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You are here: Home Features Featured Issue 7 2017 Not a small spill
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Not a small spill

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Not a small spill A hazchem spill can lead to very severe environmental damage, which can bankrupt a transport company. MARISKA MORRIS investigates ways to minimise harm if a spill does occur

Safety planning requires taking a worst-case scenario into account. In May 2015, in Limpopo province, a truck overturned and spilled 28 000 litres of sulphuric acid into the Nyl River. The pollution caused fish to die, farmers halted irrigation and were forced to move their livestock, while residents living ten kilometres downstream were warned not to use the water.

“Waste such as milk, run-off water containing food waste, oil and fuel can be serious enough to cause damage,” says Morné Stoltz, head of business insurance and broker distribution at MiWay.

Companies can be held liable for spills resulting from employee negligence. “Even if the pollution is caused by contractors; a company can still be held liable,” notes Stoltz. The most obvious safety precaution is to ensure the company has environmental insurance, especially when transporting hazardous materials.

“This form of insurance covers the costs incurred through clean-up and rehabilitation in the event of an environmental incident,” Stoltz points out. Not having insurance can result in the financial demise of a company, due to the high cost of clean-up operations or legal fees.

Another preventative measure companies should consider is investing in a spill kit. “The South African National Standard (SANS) 1186 stipulates that transporters working with a hazmat product must ensure that every proactive measure is taken to prevent a spill. In the event of a spill occurring, a company needs to ensure the proper management of the spill,” says Salika Singh, sales and marketing consultant at AfriSupply.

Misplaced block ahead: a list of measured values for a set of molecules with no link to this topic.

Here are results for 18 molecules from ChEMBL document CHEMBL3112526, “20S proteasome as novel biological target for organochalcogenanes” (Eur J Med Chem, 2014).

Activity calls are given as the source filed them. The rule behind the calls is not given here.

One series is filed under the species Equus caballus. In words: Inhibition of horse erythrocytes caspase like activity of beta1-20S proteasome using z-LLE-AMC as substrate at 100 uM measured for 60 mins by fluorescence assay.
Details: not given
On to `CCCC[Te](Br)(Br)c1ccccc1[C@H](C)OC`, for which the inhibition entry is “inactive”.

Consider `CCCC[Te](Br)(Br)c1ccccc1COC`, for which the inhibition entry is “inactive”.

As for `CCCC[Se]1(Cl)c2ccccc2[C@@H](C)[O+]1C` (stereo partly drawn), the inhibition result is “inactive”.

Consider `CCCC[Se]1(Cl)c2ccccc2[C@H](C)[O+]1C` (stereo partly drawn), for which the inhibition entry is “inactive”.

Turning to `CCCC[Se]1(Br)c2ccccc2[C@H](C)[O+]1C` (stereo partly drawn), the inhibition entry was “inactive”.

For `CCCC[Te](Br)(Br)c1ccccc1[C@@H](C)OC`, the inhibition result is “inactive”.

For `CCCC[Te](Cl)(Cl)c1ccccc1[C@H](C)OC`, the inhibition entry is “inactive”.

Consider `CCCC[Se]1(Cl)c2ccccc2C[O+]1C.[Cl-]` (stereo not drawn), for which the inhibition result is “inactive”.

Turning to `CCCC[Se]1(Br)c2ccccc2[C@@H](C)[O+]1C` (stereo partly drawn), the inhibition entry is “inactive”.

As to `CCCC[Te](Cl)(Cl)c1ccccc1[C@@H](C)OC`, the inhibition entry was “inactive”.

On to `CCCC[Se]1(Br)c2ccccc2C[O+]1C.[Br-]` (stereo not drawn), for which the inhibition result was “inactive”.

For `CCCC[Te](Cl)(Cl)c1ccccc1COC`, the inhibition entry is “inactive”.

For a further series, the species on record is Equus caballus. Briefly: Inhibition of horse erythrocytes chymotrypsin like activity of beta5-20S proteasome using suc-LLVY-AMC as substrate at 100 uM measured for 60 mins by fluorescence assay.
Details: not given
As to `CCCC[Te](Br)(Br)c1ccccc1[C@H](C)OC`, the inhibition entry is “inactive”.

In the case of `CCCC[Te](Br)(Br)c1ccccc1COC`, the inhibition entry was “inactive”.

With a spill kit, the truck driver is able to contain the spilled material. “Having a spill kit on hand enables the drivers to quickly respond to de-risking and blocking off hazmat spillages to prevent them entering storm-water drains or rivers. This greatly reduces the risk, cost and impact on both the environment and the public,” Singh notes.

These kits cannot, however, be used for the actual clean-up of the spill, as most trucks carry tonnes of hazmat materials. There are various spill kits available for different materials ranging from oils and fuels, bodily fluids and biological waste, to mercury and glass shards.

Kits come in various sizes and contain a variety of equipment, including the correct absorbents for the specific material. Truck or tanker spill kits from AfriSupply range in size from 25 to 75 litres. The smaller kits are compact and can be kept inside the cab with the driver.

Other larger spill kits – such as the 240-litre Universal Wheelie Bin Spill Kit, which comes with a bin and broom – are more suited to factories or warehouses. It is also possible to buy refills for the spill kits.

Insurance and a good spill kit will not prevent a spill, but they can contain the cost to the company as well as to the environment.

 

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